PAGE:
Wednesday, October 5, 2011
Yesterday, a more or less overcast day, I drove to Connemara. I have read a good deal about the scenic beauty of Connemara, its mountains, lakes and sea inlets I have seen many beautiful paintings and excellent photographs depicting its landscapes but the landscapes I witnessed around me yesterday as I pootled along generally empty roads, exceeded in scenic beauty every preconceived idea I had ever held of the place. Not only did every turn of the road bring forth a stunning new landscape, views were also subject to continual and infinite changes of light that filtered through varying thicknesses of wind-driven cloud and squally showers of rain. Connemara is a stunningly beautiful place to be; exhilaratingly so.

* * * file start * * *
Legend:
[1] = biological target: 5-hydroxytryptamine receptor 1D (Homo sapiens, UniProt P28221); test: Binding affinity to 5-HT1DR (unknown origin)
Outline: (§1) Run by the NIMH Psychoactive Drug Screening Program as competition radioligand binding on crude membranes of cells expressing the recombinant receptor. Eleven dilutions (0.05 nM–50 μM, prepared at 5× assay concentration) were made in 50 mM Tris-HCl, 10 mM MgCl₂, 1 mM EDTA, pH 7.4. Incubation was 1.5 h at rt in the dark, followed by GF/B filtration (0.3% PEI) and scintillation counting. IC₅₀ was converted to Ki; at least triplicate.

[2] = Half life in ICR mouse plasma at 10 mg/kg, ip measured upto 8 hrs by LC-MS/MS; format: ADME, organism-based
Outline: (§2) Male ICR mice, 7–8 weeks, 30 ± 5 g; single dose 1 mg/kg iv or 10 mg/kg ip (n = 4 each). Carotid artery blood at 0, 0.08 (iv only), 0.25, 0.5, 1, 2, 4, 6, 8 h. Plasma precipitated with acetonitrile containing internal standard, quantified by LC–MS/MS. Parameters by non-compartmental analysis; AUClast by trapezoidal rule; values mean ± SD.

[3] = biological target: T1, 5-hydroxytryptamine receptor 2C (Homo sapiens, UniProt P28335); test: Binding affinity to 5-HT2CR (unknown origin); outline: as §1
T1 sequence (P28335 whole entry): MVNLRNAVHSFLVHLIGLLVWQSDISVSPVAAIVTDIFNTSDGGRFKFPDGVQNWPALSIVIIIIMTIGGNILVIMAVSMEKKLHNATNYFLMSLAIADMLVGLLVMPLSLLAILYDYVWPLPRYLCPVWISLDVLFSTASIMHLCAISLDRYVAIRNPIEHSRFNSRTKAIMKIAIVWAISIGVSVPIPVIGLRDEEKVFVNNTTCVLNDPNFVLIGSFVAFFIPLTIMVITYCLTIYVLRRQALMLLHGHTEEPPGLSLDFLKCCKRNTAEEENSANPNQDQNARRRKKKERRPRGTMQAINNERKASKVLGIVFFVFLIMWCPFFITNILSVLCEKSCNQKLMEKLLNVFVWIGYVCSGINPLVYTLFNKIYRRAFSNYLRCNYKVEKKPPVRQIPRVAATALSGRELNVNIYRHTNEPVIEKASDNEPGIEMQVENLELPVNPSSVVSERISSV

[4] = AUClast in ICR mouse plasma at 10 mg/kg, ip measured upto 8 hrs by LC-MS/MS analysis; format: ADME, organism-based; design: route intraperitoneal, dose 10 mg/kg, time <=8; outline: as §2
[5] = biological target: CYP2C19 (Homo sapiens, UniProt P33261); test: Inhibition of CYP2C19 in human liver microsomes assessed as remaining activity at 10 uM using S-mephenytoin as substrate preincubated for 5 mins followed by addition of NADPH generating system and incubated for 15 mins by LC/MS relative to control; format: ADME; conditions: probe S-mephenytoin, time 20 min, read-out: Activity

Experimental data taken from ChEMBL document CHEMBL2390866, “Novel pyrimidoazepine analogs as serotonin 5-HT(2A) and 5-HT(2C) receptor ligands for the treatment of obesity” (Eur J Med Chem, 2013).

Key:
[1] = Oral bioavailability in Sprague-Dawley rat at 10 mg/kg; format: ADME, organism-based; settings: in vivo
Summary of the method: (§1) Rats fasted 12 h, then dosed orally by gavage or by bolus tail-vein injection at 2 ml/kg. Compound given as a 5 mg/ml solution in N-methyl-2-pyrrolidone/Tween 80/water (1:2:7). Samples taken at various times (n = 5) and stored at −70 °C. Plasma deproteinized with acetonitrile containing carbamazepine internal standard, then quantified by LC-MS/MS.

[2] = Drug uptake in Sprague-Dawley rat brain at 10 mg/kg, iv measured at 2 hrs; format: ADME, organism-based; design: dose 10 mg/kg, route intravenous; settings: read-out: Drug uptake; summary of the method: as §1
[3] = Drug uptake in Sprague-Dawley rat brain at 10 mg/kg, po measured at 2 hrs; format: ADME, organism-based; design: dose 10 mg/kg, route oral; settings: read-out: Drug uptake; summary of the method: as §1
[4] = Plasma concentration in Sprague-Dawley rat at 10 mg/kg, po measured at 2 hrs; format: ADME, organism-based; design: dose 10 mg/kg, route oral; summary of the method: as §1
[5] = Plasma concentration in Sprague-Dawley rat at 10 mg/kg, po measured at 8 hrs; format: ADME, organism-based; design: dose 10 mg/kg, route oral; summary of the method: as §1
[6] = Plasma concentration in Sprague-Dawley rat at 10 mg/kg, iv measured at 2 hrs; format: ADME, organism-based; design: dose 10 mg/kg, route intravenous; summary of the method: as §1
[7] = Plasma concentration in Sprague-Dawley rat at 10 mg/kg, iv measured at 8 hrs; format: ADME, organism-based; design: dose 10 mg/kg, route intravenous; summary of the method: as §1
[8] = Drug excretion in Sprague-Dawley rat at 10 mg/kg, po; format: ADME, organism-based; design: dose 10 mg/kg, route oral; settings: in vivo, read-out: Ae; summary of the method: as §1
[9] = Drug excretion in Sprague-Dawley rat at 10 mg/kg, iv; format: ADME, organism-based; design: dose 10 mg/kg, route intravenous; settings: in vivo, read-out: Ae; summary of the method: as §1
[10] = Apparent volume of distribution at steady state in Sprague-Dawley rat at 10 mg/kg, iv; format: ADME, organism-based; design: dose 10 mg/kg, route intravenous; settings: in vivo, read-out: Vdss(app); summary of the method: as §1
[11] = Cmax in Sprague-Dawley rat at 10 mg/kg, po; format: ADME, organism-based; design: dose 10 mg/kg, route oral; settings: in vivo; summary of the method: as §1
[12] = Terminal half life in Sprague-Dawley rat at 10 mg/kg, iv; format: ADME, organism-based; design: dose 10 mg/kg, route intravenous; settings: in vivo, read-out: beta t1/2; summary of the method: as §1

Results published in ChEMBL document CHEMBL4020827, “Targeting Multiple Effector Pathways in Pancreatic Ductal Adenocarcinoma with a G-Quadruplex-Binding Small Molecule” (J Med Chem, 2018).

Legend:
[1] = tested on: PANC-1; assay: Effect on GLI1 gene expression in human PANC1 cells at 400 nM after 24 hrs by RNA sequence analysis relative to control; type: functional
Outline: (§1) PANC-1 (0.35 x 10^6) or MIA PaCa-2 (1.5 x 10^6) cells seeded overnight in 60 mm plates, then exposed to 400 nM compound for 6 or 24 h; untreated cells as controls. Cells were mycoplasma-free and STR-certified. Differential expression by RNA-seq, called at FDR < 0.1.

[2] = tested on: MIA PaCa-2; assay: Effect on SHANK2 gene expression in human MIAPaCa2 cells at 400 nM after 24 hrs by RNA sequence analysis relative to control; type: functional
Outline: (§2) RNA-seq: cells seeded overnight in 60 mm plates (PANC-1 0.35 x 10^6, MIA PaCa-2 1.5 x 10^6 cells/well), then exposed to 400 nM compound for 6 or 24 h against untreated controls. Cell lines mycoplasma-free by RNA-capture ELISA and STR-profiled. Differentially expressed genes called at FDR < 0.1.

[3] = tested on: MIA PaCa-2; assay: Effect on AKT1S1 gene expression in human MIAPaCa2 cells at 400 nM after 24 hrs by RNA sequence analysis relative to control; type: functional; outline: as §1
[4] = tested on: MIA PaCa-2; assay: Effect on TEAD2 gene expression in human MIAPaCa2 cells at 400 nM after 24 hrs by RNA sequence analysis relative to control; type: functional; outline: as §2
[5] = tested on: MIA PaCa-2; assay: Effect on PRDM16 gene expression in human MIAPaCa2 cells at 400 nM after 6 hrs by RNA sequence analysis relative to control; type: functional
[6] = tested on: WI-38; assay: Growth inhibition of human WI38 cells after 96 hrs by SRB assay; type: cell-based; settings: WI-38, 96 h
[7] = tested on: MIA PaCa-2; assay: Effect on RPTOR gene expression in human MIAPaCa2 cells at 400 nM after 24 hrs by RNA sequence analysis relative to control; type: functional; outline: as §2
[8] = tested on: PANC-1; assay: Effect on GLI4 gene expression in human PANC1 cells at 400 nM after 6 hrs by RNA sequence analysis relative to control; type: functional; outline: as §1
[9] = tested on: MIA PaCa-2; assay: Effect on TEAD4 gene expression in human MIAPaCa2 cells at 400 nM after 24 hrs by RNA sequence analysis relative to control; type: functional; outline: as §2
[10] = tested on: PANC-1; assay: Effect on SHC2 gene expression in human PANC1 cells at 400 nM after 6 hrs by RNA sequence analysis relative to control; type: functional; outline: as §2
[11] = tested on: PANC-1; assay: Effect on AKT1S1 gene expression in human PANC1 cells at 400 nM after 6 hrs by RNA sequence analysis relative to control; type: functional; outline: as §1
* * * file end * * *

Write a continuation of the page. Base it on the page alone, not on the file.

I could but reflect, however, as I drove through this earthly paradise in the comfort of my well appointed four-wheeled shelter, on how those wretchedly poor souls driven here in the seventeenth century, almost certainly to perish, might have viewed it. Today, Connemara’s raw, natural beauty owes much to its being devoid of signs of the hand of man; some sheep, some evidence of peat cutting but little else. In the sea estuaries fish-farming is evidently a prospering business but even the fruits of the sea were denied to seventeenth century refugees who were forbidden to go within three miles of the shore. How those who survived the journey West managed to build shelter and grow food, beggars belief. Most, of course, did not; they simply disappeared, further advancing the Lord Protector’s exalted place in his God’s heaven. With God’s like that waiting for me I would prefer to take my chances without one; compared to a paradise with men like the Lord Protector in, albeit secondary, authority an eternity of haunting the bogs, hills and lakes of Connemara may not, it seems to me, be such an awful prospect.